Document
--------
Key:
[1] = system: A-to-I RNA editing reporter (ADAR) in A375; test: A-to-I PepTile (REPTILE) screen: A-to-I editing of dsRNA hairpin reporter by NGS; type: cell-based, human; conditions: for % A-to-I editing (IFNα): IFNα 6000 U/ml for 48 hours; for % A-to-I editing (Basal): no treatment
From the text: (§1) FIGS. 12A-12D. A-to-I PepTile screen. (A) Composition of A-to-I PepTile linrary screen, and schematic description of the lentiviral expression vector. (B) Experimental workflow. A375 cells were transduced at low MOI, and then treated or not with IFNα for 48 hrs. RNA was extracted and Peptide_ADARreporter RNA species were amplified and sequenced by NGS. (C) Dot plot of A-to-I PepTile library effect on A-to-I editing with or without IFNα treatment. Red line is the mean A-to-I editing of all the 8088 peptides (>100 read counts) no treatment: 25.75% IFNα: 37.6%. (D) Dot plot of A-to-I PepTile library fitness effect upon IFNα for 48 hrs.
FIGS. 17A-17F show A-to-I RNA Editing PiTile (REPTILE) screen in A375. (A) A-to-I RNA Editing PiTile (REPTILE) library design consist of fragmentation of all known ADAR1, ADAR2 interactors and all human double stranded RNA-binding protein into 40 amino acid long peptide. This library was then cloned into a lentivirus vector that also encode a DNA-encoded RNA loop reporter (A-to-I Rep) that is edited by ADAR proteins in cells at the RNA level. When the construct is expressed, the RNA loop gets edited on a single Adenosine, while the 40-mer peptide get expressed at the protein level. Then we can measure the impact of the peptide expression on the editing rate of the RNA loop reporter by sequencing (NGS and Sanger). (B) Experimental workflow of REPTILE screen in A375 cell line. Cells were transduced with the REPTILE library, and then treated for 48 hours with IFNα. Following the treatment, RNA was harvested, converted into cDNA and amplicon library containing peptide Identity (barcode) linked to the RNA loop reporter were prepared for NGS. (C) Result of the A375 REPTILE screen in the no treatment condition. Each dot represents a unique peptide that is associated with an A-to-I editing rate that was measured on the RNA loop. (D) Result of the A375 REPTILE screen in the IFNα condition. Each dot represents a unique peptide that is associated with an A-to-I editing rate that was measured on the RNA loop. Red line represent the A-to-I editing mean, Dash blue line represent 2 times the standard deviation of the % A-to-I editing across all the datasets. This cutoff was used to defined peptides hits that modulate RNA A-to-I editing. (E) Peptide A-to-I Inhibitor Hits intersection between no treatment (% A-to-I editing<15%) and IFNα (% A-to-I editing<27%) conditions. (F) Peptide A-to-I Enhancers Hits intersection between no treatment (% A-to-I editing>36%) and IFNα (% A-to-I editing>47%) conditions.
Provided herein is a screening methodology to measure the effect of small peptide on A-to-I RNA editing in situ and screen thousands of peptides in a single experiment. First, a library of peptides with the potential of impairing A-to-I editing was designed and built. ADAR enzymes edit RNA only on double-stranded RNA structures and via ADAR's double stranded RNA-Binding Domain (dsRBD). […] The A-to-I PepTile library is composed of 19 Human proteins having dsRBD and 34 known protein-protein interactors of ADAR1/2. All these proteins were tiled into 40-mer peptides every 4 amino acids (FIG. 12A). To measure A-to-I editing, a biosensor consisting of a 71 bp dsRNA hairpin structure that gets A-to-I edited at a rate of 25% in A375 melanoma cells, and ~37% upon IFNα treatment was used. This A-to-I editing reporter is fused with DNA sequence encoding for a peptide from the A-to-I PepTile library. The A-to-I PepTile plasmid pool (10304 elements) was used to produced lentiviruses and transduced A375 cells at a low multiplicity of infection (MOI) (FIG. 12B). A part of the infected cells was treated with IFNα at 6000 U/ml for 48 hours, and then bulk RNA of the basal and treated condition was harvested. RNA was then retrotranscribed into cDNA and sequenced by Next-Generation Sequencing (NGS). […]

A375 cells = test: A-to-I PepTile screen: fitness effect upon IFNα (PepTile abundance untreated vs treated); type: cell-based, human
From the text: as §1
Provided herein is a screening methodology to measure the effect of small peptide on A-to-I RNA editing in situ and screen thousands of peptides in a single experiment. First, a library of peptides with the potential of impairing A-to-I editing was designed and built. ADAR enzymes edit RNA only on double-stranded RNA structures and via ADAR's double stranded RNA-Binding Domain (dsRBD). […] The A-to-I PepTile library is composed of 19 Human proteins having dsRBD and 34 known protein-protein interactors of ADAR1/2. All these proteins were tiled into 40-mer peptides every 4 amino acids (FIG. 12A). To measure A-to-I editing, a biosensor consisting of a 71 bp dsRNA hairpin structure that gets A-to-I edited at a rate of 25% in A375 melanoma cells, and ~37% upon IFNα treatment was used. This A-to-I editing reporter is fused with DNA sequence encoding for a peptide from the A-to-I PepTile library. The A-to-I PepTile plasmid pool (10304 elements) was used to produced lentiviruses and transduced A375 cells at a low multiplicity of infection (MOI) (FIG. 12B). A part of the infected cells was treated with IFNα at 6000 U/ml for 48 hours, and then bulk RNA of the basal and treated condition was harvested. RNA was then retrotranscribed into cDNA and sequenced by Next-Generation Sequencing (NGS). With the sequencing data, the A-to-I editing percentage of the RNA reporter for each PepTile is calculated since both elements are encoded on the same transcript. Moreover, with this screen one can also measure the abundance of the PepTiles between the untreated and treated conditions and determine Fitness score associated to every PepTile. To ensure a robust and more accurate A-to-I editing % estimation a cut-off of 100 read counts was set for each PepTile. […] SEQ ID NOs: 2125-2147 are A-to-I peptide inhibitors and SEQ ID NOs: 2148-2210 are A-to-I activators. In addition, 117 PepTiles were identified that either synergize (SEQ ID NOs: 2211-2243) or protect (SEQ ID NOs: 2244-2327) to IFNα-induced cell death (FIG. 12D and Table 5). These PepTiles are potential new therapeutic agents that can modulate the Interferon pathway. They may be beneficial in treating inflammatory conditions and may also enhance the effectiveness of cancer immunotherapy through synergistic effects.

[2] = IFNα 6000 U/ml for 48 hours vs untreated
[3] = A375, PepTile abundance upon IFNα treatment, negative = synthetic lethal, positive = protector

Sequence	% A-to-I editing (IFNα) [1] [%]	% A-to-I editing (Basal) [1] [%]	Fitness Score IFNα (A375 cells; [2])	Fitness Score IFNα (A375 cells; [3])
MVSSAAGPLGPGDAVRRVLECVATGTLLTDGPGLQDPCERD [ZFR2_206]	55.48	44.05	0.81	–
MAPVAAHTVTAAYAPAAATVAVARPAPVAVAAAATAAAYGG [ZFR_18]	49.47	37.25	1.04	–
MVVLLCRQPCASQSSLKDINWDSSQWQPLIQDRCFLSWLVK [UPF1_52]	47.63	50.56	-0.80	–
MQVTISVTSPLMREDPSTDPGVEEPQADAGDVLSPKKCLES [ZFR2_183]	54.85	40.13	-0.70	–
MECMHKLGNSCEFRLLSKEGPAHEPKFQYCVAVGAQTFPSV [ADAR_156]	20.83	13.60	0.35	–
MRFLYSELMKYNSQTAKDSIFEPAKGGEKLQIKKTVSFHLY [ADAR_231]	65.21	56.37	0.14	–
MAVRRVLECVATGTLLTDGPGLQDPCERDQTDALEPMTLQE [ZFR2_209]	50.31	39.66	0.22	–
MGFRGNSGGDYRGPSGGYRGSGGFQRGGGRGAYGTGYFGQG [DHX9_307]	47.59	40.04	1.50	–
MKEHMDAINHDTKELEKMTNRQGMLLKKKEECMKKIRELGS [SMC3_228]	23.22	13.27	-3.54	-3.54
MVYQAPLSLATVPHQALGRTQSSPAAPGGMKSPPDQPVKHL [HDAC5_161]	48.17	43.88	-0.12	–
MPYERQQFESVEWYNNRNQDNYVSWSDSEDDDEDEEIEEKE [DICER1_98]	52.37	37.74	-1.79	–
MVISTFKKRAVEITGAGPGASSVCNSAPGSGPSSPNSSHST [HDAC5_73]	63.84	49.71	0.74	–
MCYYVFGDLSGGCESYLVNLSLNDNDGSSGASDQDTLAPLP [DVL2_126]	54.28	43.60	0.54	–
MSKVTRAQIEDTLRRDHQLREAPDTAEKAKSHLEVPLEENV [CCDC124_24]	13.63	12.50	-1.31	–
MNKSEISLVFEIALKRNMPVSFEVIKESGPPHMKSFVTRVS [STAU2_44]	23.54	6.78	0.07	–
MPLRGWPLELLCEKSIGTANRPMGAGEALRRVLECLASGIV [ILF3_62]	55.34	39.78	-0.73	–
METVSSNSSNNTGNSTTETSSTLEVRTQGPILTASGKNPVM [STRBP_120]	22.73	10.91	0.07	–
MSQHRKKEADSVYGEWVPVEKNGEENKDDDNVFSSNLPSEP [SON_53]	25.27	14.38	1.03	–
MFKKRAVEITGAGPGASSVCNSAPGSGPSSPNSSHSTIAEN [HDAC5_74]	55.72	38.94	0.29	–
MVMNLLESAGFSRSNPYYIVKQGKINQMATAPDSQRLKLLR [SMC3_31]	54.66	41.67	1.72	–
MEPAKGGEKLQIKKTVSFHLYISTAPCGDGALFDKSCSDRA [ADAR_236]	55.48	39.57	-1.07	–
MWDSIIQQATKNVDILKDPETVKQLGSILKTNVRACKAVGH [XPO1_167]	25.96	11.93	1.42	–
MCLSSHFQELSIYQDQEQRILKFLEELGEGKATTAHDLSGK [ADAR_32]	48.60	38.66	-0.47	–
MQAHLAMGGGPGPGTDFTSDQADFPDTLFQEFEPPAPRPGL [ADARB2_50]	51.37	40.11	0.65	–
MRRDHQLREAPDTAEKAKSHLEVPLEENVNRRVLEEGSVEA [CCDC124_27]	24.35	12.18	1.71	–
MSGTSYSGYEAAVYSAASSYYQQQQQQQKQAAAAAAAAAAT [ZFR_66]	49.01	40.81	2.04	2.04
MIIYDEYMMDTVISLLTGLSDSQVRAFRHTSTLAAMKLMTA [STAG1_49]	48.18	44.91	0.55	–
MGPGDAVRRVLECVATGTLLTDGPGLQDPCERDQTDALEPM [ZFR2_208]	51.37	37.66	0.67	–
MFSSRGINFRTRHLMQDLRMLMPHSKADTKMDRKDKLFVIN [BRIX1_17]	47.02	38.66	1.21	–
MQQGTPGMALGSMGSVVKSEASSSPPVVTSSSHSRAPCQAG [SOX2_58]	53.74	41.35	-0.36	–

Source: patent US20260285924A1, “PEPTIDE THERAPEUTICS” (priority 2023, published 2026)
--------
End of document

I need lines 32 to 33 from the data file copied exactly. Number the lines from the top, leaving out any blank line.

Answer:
MEPAKGGEKLQIKKTVSFHLYISTAPCGDGALFDKSCSDRA [ADAR_236]	55.48	39.57	-1.07	–
MWDSIIQQATKNVDILKDPETVKQLGSILKTNVRACKAVGH [XPO1_167]	25.96	11.93	1.42	–